JEFFERSON CITY, Mo. – Gov. Jay Nixon announced the Friday before Memorial Day weekend that he will veto SB493. The school transfer bill sought to create solutions for students who are living in unaccredited school districts and was passed last week.

Legislators and lobbyists agree that the bill was the best product that was possible mostly because of the collaboration between chambers and are reacting unfavorably to the announcement.

Rep. Stream
Rep. Stream

“I am extremely disappointed by the governor’s decision to use one stroke of his veto pen to undo the hundreds of hours that members of both parties invested in developing a bipartisan solution that puts the needs of children first,” bill sponsor and Budget Chairman Rick Stream, R-St. Louis, said. “The governor was completely absent throughout this process and never once even pretended that fixing our failing school districts was a priority. By vetoing the bill today he has condemned districts to bankruptcy and closure. It’s a shame that he has once again demonstrated a complete lack of leadership on an issue of such great importance.”

LT. Gov. Peter Kinder also called on the governor’s inaction during the legislative process on Twitter, tweeting, “Nixon never engaged on #moleg school transfer bill. Now he’ll veto. #shame #disgrace.”

Speaker Jones
Speaker Jones

“The governor’s decision to veto a truly bipartisan education reform bill is extremely disappointing as it leaves the young people in our struggling school districts without a viable solution,” Speaker of the House Tim Jones, R-Eureka, said. This is a governor who has again failed to lead on one of the most important issues facing our state, and has in fact chosen to remain completely disengaged from this process. I know my colleagues on the House side, as well as Senators Chappelle-Nadal, Nasheed and Curls, who worked very hard with us and across party lines, all share my frustration as this governor offers no solutions but instead stands in the way of our efforts to give kids a choice and access to a great education.”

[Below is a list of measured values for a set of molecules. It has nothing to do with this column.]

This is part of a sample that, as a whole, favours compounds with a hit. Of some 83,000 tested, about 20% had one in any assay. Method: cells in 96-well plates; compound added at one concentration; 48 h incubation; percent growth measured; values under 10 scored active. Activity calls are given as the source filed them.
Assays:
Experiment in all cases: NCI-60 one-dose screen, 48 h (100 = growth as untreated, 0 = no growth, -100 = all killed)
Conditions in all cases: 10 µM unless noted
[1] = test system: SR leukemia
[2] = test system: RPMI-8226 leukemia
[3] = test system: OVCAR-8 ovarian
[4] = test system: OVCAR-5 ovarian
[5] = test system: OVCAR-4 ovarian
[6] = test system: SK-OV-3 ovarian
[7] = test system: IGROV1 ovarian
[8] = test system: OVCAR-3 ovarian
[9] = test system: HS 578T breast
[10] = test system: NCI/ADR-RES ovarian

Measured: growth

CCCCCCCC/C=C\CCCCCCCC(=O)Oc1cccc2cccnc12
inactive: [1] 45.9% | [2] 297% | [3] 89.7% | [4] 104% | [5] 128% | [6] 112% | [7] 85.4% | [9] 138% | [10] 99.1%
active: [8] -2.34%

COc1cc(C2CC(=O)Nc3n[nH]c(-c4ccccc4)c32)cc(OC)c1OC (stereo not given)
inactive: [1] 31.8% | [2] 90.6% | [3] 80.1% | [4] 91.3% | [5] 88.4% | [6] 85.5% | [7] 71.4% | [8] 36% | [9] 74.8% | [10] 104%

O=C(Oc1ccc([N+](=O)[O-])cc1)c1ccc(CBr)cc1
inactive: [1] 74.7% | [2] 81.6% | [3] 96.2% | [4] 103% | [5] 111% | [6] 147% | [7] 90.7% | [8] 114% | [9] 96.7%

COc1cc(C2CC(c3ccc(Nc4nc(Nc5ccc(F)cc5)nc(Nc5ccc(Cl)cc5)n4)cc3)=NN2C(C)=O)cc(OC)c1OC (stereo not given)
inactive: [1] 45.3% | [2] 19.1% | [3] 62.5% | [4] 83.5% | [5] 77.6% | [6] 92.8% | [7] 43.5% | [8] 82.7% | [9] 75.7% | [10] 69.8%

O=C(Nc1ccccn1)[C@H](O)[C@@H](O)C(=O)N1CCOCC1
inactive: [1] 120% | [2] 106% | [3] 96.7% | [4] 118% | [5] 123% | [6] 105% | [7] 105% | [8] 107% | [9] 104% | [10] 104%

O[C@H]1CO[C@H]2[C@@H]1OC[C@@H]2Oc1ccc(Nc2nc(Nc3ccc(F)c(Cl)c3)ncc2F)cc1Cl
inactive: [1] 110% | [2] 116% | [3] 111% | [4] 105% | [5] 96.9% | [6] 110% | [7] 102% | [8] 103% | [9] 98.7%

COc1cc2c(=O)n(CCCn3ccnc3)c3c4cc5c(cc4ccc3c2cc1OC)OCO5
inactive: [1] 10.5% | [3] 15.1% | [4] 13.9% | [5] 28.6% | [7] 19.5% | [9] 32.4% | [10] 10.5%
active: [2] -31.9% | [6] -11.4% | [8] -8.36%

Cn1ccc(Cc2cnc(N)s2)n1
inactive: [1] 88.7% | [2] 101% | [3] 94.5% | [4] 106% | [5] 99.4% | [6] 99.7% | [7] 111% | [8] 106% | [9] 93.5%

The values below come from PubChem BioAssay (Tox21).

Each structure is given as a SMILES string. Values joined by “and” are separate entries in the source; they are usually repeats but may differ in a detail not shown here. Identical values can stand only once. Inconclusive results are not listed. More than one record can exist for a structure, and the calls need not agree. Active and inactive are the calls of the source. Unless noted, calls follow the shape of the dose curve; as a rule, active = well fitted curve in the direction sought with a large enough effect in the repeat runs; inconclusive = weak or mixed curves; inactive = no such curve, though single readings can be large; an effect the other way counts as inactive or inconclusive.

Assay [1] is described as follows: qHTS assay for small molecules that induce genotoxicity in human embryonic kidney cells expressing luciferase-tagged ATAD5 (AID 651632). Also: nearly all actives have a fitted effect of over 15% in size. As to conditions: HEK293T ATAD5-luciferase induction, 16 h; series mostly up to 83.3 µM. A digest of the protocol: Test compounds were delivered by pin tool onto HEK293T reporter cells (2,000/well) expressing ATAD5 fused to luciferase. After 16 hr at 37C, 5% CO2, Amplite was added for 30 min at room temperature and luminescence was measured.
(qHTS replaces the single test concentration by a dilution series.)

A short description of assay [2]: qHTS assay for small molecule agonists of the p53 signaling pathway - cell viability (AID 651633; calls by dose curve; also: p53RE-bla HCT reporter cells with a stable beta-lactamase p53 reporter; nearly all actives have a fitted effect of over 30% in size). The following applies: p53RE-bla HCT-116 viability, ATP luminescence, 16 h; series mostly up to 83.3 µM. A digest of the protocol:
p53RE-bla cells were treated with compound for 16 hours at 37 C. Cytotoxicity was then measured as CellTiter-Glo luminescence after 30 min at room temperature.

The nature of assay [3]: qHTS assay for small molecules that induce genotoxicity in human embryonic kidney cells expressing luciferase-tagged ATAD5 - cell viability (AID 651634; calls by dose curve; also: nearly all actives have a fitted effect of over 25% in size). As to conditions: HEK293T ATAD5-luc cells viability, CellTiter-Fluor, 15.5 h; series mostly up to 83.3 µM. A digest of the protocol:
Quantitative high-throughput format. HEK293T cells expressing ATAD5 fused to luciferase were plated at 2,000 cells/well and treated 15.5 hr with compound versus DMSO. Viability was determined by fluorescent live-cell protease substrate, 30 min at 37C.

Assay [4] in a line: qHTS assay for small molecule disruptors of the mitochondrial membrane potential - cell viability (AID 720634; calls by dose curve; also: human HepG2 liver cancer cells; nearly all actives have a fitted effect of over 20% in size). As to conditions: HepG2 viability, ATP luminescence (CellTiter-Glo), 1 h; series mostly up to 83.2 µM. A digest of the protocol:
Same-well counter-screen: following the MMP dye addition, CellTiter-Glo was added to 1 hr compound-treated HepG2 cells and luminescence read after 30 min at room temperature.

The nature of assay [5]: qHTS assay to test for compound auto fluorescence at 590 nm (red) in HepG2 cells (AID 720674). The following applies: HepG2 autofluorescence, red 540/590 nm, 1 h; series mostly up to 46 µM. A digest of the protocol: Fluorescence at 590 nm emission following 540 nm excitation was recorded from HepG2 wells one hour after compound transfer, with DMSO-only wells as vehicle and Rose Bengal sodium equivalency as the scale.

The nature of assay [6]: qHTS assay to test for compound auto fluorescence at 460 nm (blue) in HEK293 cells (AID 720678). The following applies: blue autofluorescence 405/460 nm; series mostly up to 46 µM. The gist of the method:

“Generally speaking, I think 493, the school [transfer] bill, was tremendous,” Brent Hemphill, principal at Hemphill and Associates, said. “The House and the Senate  worked well together in trying to fix the problem.”

“Senate Bill 493 fails to address the challenges resulting from the existing school transfer law and instead, would create even more problems by allowing public funds to be used for private schools and pulling the rug out from under students who have transferred,” Gov. Nixon said in a press release.

Mark Rhodes, lobbyist at the Rhodes Group called the bill, “a hard-fought measure that addresses the school transfer of students attending a state non-accredited K-12 school.”

“This complex issue and solution was a continuous battle of ideas,” Rhodes said. “The bill provides that students who have attended an unaccredited school for at least one semester to transfer to an accredited school in the same district.  If no slots are available, the student could then transfer to an accredited school in an adjacent district or adjoining county.  If that option is not available, the student could transfer to a private, nonreligious school within the boundaries of the district, if voters in the sending district approve.”